For 36 years, Walt Prevatt coached producers on ways to squeeze a profit from their cattle operations. Now, the retired ag economist is practicing those same principles, starting with flexibility, on the operation he owns and runs with wife, Peggy, and son, Chris.
"A lot of people don't recognize how important flexibility is in marketing and production," says Prevatt, who says he started his Alabama cattle business on the back of what most in the business would consider "thin" cows.
"Our grass wasn't good enough for stockers, but it was for thin cows," he says of the family farm in Pine Apple. Prevatt purchased the former hunting property in 2011. It was in foreclosure, overgrown with head-high weeds and only fenced on one side. To put it simply -- the place needed work.
After fencing the perimeter, they bought the first cows in the fall of 2012. There was a small, run-down orchard, maybe a quarter of an acre, that had been fenced to keep animals out. The Prevatts used this, starting out by buying just 12 to 14 cows at a time and training them to graze designated areas with a strand of electric fence strung across one side of the orchard, deworming them and turning them out.
THIN COWS START A BUSINESS
When the Prevatts started the operation at Pine Apple, they were still living in Auburn. Arriving on the farm on Friday, they used poly wire and step-in posts to give the cows enough stockpiled fescue to last until Sunday. Then they'd move the wire to give the cattle five more days of grass. With the 120 acres they had fenced, along with minerals, they put 250 to 300 pounds of gain each on 65 cows.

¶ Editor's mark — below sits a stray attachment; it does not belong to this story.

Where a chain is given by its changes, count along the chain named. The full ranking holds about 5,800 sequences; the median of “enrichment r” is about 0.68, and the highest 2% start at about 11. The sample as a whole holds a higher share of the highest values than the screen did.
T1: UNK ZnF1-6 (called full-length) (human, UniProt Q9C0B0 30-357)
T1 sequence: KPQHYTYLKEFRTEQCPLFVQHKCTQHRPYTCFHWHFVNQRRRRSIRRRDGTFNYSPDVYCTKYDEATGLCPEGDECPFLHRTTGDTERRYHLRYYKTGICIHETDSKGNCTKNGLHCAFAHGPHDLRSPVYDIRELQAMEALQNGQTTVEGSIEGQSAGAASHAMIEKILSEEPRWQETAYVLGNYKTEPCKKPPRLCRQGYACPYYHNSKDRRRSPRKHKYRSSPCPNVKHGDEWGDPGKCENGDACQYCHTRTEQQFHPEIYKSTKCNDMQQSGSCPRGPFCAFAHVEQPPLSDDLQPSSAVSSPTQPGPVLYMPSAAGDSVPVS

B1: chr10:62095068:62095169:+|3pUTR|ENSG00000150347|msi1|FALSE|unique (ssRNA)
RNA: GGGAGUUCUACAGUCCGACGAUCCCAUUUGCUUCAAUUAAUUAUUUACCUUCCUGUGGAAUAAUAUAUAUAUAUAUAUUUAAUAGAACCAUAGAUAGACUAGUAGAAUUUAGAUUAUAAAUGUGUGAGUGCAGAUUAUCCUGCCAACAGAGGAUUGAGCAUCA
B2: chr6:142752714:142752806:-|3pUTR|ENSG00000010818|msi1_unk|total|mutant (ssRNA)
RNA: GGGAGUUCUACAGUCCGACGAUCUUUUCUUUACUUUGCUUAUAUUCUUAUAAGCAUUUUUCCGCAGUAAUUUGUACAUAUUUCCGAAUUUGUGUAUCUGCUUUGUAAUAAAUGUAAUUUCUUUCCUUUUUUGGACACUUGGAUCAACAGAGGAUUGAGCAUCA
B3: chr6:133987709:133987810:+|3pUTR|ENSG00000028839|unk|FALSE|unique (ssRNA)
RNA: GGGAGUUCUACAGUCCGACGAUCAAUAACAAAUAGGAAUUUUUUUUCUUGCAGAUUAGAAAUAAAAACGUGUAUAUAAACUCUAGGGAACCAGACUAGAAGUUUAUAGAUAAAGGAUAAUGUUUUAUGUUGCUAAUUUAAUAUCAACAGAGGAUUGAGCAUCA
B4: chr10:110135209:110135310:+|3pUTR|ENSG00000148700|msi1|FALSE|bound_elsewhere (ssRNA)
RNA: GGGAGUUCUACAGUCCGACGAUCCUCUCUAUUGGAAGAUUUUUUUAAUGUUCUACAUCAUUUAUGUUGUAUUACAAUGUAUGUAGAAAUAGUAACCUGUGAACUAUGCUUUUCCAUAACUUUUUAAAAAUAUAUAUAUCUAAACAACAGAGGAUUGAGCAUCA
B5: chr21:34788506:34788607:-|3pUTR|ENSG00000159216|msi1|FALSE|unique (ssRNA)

"It was amazing the difference the weight gain made in the appearance of those thin cows," recalls Prevatt.
For three years, while they worked fences, built facilities and improved forages, they continued to buy thin cows, put weight on them, and sell them.
"Twenty to 30% of them were pregnant, so we'd get little bonuses. We liked that," adds Prevatt. He explains that any "bonus" heifer calves were the start of Peggy's cow herd, which now numbers 40 cows and is on leased land. While they both enjoy the cow-calf enterprise, growing it large enough to be a main enterprise wasn't economical.
"We have 270 grass acres and the most we can run is 120 head of mama cows. That isn't enough to be an economic unit," Prevatt explains.
FORAGE AND SUPPLEMENTS
Chris Prevatt, Walt's son, is also an ag economist, working at the University of Florida. He has a special interest in forages and has put his expertise to use on the home operation.
When the Prevatts bought the farm, it was a mix of tall fescue, dallisgrass, johnsongrass and clovers. Since then, they've added Red River and Quick N Big crabgrass, which flourishes in the summer and helps dilute the toxin in the fescue.
On half the land, they stockpile the fescue and use it as standing hay during the winter. On the other half, they drill in a mix of winter annuals and small grains including rye, ryegrass, oats, triticale, vetch, clovers, and brassicas.